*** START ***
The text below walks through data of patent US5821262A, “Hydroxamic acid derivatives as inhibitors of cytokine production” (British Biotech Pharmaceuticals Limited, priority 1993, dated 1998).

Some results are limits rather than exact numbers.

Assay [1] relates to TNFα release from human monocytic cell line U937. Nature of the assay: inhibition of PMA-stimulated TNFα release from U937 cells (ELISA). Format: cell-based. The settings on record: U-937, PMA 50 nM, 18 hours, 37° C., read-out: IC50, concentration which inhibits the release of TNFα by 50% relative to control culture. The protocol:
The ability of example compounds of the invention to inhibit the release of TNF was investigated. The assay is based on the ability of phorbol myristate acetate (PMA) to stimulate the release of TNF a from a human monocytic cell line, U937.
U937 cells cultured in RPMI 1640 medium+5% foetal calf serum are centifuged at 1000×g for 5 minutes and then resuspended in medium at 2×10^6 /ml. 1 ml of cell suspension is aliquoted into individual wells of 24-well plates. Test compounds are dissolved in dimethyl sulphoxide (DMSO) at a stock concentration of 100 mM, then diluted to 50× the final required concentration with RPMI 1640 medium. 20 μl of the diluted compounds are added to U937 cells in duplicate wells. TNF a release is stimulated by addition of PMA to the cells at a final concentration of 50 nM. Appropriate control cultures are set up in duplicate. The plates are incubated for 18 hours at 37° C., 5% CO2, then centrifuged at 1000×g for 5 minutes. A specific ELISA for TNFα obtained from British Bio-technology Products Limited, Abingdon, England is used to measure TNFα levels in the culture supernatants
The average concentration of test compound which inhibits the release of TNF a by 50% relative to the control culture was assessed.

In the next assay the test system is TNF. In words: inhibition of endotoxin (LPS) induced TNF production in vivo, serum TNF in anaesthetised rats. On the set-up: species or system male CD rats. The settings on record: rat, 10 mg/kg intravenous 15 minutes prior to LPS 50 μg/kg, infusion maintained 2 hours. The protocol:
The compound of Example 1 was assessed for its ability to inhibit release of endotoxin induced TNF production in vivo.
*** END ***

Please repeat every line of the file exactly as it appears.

The text below walks through data of patent US5821262A, “Hydroxamic acid derivatives as inhibitors of cytokine production” (British Biotech Pharmaceuticals Limited, priority 1993, dated 1998).

Some results are limits rather than exact numbers.

Assay [1] relates to TNFα release from human monocytic cell line U937. Nature of the assay: inhibition of PMA-stimulated TNFα release from U937 cells (ELISA). Format: cell-based. The settings on record: U-937, PMA 50 nM, 18 hours, 37° C., read-out: IC50, concentration which inhibits the release of TNFα by 50% relative to control culture. The protocol:
The ability of example compounds of the invention to inhibit the release of TNF was investigated. The assay is based on the ability of phorbol myristate acetate (PMA) to stimulate the release of TNF a from a human monocytic cell line, U937.
U937 cells cultured in RPMI 1640 medium+5% foetal calf serum are centifuged at 1000×g for 5 minutes and then resuspended in medium at 2×10^6 /ml. 1 ml of cell suspension is aliquoted into individual wells of 24-well plates. Test compounds are dissolved in dimethyl sulphoxide (DMSO) at a stock concentration of 100 mM, then diluted to 50× the final required concentration with RPMI 1640 medium. 20 μl of the diluted compounds are added to U937 cells in duplicate wells. TNF a release is stimulated by addition of PMA to the cells at a final concentration of 50 nM. Appropriate control cultures are set up in duplicate. The plates are incubated for 18 hours at 37° C., 5% CO2, then centrifuged at 1000×g for 5 minutes. A specific ELISA for TNFα obtained from British Bio-technology Products Limited, Abingdon, England is used to measure TNFα levels in the culture supernatants
The average concentration of test compound which inhibits the release of TNF a by 50% relative to the control culture was assessed.

In the next assay the test system is TNF. In words: inhibition of endotoxin (LPS) induced TNF production in vivo, serum TNF in anaesthetised rats. On the set-up: species or system male CD rats. The settings on record: rat, 10 mg/kg intravenous 15 minutes prior to LPS 50 μg/kg, infusion maintained 2 hours. The protocol:
The compound of Example 1 was assessed for its ability to inhibit release of endotoxin induced TNF production in vivo.